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Wednesday, August 5, 2009

"Hitler's War" by Harry Turtledove (Reviewed by Liviu Suciu)

Official Harry Turtledove Website
Order “Hitler's WarHERE
Read FBC Review of The Man with The Iron Heart (quoted on the jacket here)

INTRODUCTION:Harry Turtledove needs no introduction. He is the author that almost single-handedly transformed alternate-history into a thriving sub-genre with the many novels and stories that he publishes each year, which blend together science fiction, fantasy and historical fiction.

After the superb "The Man with the Iron Heart" of last year that speculated on an Iraq-like terrorist resistance in Germany 1945 and inspired
by recent (and not so recent) speculations, Mr. Turtledove turns his hand at another pivotal moment of 20th century - Munich 1938 when supposedly Chamberlain gave in to Hitler rather than fight and tried to hide his failure behind the "Peace with Honor" slogan - moment that is held as the supreme "appeasement" to be avoided at all costs in today's political conversation.

Not shy of controversy, Mr. Turtledove imagines what could have happened, were the war to actually start in 1938 - and let us not forget that as far as historical archives show, Hitler was truly intent on war then and wanted to use the smallest pretext to start it and he was actually annoyed that the allies gave in, while in 1939 when the allies finally stopped giving in, he was more reluctant to start the war for various reasons.

And Mr. Turtledove will show us here a scenario in which Hitler's War happened and that we should try and get all the facts before rushing to judgment...

OVERVIEW/ANALYSIS: "Hitler's War" is an extraordinary war novel set in an alt-hist in which WW2 starts after Munich with the invasion of Czechoslovakia, that stands at about 500 pages and starts a series that became the most expected Turtledove such in years since the end of the Colonization books.

The book is told from the point of view of regular grunts from all sides as well as two remarkable but very different women and with some unexpected twists but it follows a reasonable course mimicking real history.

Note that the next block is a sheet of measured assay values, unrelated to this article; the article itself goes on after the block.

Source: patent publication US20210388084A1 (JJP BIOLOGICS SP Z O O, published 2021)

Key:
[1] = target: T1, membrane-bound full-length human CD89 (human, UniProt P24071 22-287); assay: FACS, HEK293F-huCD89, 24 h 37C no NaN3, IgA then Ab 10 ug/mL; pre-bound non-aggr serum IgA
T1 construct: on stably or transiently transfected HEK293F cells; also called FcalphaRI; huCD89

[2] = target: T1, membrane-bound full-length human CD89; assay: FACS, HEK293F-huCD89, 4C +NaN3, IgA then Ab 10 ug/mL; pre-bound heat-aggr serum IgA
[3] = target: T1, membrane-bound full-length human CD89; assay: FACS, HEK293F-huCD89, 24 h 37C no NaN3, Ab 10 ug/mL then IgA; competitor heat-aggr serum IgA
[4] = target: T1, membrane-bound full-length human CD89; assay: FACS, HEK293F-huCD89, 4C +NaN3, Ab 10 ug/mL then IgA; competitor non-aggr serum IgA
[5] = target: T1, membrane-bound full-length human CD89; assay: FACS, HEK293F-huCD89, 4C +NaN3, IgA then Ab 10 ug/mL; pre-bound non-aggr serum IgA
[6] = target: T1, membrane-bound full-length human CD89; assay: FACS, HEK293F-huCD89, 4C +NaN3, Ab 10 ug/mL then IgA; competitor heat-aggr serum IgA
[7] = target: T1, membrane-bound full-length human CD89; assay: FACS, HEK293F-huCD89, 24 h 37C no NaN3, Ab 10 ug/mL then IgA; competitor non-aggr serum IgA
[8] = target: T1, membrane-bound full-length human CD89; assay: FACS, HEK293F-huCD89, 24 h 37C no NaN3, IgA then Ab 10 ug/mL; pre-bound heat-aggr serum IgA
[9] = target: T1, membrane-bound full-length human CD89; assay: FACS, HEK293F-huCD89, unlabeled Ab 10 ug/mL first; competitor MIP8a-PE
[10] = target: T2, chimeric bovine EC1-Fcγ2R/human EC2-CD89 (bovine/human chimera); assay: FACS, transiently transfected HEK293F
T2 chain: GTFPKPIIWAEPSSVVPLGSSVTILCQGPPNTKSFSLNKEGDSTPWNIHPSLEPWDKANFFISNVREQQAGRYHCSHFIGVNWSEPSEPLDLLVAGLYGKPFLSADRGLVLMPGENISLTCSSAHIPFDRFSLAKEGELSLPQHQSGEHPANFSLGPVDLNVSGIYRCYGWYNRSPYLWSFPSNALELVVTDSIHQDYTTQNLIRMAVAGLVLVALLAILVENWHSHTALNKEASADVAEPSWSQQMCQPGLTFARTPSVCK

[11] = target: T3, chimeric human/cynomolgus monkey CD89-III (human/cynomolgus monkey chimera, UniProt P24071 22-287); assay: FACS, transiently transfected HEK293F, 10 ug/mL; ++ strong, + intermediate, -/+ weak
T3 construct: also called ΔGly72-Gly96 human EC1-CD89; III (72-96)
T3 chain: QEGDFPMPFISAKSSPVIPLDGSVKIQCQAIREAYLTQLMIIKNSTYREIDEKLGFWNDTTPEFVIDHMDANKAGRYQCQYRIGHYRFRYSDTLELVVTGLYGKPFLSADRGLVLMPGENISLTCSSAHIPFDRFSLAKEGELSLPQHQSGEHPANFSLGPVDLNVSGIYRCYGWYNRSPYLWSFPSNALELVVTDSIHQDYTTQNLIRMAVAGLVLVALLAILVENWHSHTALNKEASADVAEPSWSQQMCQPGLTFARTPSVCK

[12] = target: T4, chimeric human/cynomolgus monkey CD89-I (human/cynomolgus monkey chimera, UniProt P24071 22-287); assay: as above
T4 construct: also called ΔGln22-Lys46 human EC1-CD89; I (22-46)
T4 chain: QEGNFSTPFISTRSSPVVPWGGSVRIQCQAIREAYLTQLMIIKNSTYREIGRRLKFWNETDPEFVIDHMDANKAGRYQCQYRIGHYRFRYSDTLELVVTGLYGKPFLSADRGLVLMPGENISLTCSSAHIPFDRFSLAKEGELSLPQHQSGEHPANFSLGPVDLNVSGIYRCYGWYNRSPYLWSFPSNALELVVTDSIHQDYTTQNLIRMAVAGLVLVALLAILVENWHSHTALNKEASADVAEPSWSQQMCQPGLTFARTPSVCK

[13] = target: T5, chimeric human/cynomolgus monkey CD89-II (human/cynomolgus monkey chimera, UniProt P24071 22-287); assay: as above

The cast is huge and has German, French, Czech, Russian (Soviet more generally), Japanese, British, American, Spanish and International Brigades soldiers, aviators, marines, submariners as well as a Jewish 17 year old girl in Munster and an early middle age well off Philadelphia woman caught on vacation at Marienbad and later relocated to Berlin as a neutral...

Except for the start date and place, there is one more seemingly minor difference with "real history", in so far that the flamboyant Spanish general Sanjurjo leaves his luggage behind and so his plane does not crash and in due course he gets to assume the leadership of the Spanish rebellion instead of the staid, cautious Franco. Since WW II starts in 1938 with the Spanish Civil War still going and the two sides there now being clearly allied with the main combatants, this small change may lead to some unexpectedly big consequences...

Not for the squeamish with war described in all its messiness with gore, flying body parts, fear, sweat, soldiers s..g and p..g on themselves, getting bored, complaining and so on, "Hitler's War" would qualify as realistic war fiction except for the alt-history setting. No generals, strategists and such here, just regular people, mostly men true but not only. So if you like "real war" novels the book is for you.

The ending of the book is great in Spring 1939 covering two crucial events which I would not spoil except that they represent things that did not happen in real history but could have easily happened and are in a sense mirrors to what actually has happened.

Compelling and a page turner the next installment became an asap book


Aspoiu said...

This one sounds very interesting and it would be a huge perspective change - the other WW2 series has a little bit too many generals, lords and strategist...
Considering the previous books, I do have some concerns regarding the ability of Turtledove to build strong "regular people". On the "gore side" I hope that it ain't just a Sven Hassel imitation with an "alternate touch".
... added to my always growing reading list.

Liviu said...

This one has 15-20 "main" characters though some get killed true, but they are relatively distinct - I would not say that there is any character that takes over the book, but you get to care about most, including the German, Japanese or Soviet ones, though the French and the Czech that gets to fight there are best.

Man with the Iron Heart was a very powerful book, brutal though, very brutal; this one is more of a regular war novel as I read quite a few

No Sven Hassel here though

Anonymous said...

5 0f my pals won a snowman contest loiked the plot-glad to czech(democracy) protected and swinging:and japan attack stalin instead of pearl


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